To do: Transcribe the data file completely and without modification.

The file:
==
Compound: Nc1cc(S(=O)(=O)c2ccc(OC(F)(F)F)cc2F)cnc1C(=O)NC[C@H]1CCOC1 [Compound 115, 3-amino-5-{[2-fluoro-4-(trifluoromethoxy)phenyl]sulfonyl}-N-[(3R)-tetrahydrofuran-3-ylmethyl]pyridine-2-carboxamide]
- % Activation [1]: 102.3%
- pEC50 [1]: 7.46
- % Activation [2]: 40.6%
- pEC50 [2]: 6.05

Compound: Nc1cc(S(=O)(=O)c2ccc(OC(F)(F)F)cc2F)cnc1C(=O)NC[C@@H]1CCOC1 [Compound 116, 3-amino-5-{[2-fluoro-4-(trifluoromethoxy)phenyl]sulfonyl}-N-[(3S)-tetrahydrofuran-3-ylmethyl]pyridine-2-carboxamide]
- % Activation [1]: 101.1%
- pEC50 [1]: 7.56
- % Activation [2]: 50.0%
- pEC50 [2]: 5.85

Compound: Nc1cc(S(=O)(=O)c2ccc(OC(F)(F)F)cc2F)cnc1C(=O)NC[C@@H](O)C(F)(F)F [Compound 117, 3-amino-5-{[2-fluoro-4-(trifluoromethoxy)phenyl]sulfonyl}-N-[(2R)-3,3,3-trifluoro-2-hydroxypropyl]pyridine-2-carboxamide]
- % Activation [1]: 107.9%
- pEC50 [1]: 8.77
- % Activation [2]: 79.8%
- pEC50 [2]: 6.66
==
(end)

Compound: Nc1cc(S(=O)(=O)c2ccc(OC(F)(F)F)cc2F)cnc1C(=O)NC[C@H]1CCOC1 [Compound 115, 3-amino-5-{[2-fluoro-4-(trifluoromethoxy)phenyl]sulfonyl}-N-[(3R)-tetrahydrofuran-3-ylmethyl]pyridine-2-carboxamide]
- % Activation [1]: 102.3%
- pEC50 [1]: 7.46
- % Activation [2]: 40.6%
- pEC50 [2]: 6.05

Compound: Nc1cc(S(=O)(=O)c2ccc(OC(F)(F)F)cc2F)cnc1C(=O)NC[C@@H]1CCOC1 [Compound 116, 3-amino-5-{[2-fluoro-4-(trifluoromethoxy)phenyl]sulfonyl}-N-[(3S)-tetrahydrofuran-3-ylmethyl]pyridine-2-carboxamide]
- % Activation [1]: 101.1%
- pEC50 [1]: 7.56
- % Activation [2]: 50.0%
- pEC50 [2]: 5.85

Compound: Nc1cc(S(=O)(=O)c2ccc(OC(F)(F)F)cc2F)cnc1C(=O)NC[C@@H](O)C(F)(F)F [Compound 117, 3-amino-5-{[2-fluoro-4-(trifluoromethoxy)phenyl]sulfonyl}-N-[(2R)-3,3,3-trifluoro-2-hydroxypropyl]pyridine-2-carboxamide]
- % Activation [1]: 107.9%
- pEC50 [1]: 8.77
- % Activation [2]: 79.8%
- pEC50 [2]: 6.66